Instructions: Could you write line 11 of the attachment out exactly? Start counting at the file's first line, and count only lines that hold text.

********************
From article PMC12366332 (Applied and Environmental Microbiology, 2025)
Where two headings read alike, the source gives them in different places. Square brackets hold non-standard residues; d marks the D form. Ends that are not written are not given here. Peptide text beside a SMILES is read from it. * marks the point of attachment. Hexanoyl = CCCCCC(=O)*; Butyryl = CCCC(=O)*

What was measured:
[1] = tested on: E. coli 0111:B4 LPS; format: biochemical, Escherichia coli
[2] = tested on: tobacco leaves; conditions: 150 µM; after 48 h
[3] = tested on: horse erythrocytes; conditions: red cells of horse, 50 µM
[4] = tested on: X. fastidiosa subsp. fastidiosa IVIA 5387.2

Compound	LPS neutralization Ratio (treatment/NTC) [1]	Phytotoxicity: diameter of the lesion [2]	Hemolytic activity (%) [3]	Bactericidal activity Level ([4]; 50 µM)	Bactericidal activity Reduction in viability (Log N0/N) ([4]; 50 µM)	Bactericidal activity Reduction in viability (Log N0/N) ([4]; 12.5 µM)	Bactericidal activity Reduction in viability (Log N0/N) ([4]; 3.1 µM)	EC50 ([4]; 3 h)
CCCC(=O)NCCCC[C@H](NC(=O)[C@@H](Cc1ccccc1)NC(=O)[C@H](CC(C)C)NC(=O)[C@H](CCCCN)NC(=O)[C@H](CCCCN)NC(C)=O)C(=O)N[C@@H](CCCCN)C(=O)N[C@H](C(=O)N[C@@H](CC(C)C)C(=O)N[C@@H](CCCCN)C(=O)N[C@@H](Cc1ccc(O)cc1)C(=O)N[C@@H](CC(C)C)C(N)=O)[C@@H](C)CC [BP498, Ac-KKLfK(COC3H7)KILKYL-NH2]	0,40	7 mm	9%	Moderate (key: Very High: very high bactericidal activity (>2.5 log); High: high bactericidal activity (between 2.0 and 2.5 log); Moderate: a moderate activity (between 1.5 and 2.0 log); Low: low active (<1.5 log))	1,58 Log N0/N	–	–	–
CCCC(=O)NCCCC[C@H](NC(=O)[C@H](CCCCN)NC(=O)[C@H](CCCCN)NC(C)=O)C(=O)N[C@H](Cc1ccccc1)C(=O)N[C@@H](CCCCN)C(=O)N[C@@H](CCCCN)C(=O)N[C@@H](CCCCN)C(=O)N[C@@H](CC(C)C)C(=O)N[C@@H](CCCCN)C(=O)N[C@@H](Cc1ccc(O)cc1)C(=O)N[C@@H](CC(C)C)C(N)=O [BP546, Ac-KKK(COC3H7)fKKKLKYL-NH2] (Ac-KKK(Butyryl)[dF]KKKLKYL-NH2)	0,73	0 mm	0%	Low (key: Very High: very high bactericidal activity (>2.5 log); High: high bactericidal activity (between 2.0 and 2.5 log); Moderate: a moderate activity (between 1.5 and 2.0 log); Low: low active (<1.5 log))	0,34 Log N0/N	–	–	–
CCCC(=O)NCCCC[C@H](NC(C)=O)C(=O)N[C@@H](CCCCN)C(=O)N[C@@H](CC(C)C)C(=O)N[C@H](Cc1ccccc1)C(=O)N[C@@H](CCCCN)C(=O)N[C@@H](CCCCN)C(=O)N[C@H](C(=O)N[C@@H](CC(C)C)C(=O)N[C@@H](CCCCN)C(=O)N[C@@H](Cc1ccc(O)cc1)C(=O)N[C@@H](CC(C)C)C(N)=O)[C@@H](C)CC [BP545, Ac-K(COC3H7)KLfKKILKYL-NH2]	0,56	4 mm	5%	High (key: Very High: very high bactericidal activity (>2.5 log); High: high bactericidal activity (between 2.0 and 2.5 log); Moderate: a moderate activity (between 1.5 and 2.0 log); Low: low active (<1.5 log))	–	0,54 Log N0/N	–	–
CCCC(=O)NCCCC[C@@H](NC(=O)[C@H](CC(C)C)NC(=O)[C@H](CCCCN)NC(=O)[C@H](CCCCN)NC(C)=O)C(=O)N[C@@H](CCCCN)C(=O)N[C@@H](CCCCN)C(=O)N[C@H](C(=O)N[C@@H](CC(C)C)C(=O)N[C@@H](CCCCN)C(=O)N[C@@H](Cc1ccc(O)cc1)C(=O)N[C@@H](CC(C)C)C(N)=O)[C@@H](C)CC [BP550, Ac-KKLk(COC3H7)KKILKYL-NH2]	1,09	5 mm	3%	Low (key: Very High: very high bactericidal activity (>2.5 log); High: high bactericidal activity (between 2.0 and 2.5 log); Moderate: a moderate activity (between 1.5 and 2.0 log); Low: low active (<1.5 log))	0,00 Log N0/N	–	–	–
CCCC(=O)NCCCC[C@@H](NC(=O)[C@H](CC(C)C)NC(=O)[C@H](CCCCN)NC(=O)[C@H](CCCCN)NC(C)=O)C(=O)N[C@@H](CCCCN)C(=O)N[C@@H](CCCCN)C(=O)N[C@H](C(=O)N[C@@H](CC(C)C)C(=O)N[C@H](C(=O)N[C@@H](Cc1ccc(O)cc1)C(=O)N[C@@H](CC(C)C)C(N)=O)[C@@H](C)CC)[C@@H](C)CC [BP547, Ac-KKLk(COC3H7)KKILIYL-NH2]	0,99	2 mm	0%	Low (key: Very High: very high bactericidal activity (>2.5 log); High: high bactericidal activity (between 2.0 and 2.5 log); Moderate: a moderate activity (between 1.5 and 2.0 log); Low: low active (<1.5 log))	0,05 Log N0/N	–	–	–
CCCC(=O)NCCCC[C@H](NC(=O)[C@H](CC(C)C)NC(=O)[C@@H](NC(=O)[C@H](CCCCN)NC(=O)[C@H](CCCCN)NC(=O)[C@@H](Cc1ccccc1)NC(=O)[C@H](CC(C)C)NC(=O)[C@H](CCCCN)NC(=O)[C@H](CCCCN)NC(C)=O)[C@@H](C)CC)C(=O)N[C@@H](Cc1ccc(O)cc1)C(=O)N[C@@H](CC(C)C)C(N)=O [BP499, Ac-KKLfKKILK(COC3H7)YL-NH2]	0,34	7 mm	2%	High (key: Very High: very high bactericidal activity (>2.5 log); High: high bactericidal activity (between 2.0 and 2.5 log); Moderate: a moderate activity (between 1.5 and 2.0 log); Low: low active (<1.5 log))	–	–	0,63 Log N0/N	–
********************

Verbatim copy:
CCCC(=O)NCCCC[C@H](NC(C)=O)C(=O)N[C@@H](CCCCN)C(=O)N[C@@H](CC(C)C)C(=O)N[C@H](Cc1ccccc1)C(=O)N[C@@H](CCCCN)C(=O)N[C@@H](CCCCN)C(=O)N[C@H](C(=O)N[C@@H](CC(C)C)C(=O)N[C@@H](CCCCN)C(=O)N[C@@H](Cc1ccc(O)cc1)C(=O)N[C@@H](CC(C)C)C(N)=O)[C@@H](C)CC [BP545, Ac-K(COC3H7)KLfKKILKYL-NH2]	0,56	4 mm	5%	High (key: Very High: very high bactericidal activity (>2.5 log); High: high bactericidal activity (between 2.0 and 2.5 log); Moderate: a moderate activity (between 1.5 and 2.0 log); Low: low active (<1.5 log))	–	0,54 Log N0/N	–	–